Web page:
Wednesday, January 15, 2014

New Week article: Economists get a bad rap



I have a new article for The Week, which mostly goes over ground that will be familiar to long-time blog readers. When most of the public thinks of "economics", they think of "macroeconomics". But actually that's only a small part of what economists do; most of econ is small-bore stuff that is a lot more grounded in empirics and a lot more directly useful to industry and policymakers. Here are some excerpts from the article:
[E]conomists have fallen out of favor with the public since 2008. First they failed to predict the crisis, or even to acknowledge that such crises were possible. Then they failed to agree on a solution to the recession, leaving us floundering. No wonder there has been a steady flow of anti-economics articles... 
The people you are mad at are only a small fraction of the economics profession. When people in the media say "economists," what they usually mean is "macroeconomists."...The problem is that it's hard to get any usable results from macroeconomics...  
Meanwhile, there are many other branches of economics, doing many vital things. These other fields — sometimes dismissively referred to as "microeconomics" — actually employ many more economists than macro. Many of these quiet, unglamorous researchers turn out a steady stream of useful insights and new technologies. While their headline-grabbing macro cousins duke it out in the press, the silent majority of "microeconomists" is plugging away at improving various pieces of the economy...  
All of these subsets of economics — from Game Theory to agricultural economics — have received an enormous boost from the digital revolution. The flood of new data and the development of new statistical and computational techniques have vastly increased economists' ability to understand the world. The days when economists sat around spinning theories are on the way out — the percent of top-rank econ papers that are mainly theoretical has declined from about two thirds in the 1980s to less than one third in 2011...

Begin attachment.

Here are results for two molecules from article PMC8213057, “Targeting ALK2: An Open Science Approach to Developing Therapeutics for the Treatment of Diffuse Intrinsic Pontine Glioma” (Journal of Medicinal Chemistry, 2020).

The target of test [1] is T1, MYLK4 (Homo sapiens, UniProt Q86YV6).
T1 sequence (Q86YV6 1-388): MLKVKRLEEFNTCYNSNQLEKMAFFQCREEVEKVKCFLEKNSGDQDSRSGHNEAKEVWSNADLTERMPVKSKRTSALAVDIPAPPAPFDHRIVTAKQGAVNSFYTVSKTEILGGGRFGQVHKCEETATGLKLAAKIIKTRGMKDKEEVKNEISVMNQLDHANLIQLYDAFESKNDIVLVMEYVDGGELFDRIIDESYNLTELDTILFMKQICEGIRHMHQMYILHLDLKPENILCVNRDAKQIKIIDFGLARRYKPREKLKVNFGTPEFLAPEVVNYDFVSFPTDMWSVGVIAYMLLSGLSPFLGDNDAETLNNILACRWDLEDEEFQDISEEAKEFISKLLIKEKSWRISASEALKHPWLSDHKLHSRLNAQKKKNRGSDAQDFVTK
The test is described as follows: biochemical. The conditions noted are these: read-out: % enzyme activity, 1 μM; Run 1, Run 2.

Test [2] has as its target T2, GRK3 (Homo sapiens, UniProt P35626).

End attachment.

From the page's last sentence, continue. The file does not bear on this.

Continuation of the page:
Of course, all of these fields have their own problems and issues; all sciences do. But they generally tend to have much more and higher-quality data than macroeconomics, and so it's a lot easier for them to make real, measurable progress. 
So if you really feel you must get out your rake or pitchfork and storm the gates of the economists who fiddled while our economy burned, go ahead. Just make sure that the people's whose heads you are calling for are not in that vast silent majority who are working diligently on the small but solvable problems of "microeconomics."

47 comments:

  1. Noah,

    I'm curious what you mean by the claim "Economists have fallen out of favor with the public since 2008."? Certainly, among a certain set of political pundits, macroeconomics has gotten a bad rap, and economists working in finance have seen some sustained criticism (e.g. "Inside Job"). But do we have any evidence that people in general ("the public") have had a big shift in public opinion about economists? Is there any data which could support the argument one way or the other? I've done a bit of tooling around with the 2006 General Social Survey questions on how "scientific" most people think economics is (and similar questions for sociology, physics, etc.). The data don't show much of anything, I think because most people don't really have a strong opinion either way. My sense is that the 2008 crisis didn't do much to change that, but unfortunately the questions have not been re-asked so I can't do a direct comparison.